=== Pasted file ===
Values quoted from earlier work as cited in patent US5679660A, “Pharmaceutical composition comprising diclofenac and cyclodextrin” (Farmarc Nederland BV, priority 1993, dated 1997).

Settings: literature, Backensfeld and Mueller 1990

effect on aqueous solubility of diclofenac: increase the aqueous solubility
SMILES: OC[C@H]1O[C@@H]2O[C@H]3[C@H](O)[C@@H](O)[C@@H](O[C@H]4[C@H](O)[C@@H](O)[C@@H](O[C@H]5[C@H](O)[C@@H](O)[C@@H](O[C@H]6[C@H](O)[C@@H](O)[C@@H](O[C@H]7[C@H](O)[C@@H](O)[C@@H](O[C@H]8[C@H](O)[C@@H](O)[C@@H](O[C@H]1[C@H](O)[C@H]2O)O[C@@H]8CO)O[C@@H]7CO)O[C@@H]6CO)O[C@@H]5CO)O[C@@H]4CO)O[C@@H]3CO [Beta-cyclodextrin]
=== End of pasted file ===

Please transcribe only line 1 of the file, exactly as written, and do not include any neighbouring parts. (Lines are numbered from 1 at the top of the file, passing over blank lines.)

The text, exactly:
Values quoted from earlier work as cited in patent US5679660A, “Pharmaceutical composition comprising diclofenac and cyclodextrin” (Farmarc Nederland BV, priority 1993, dated 1997).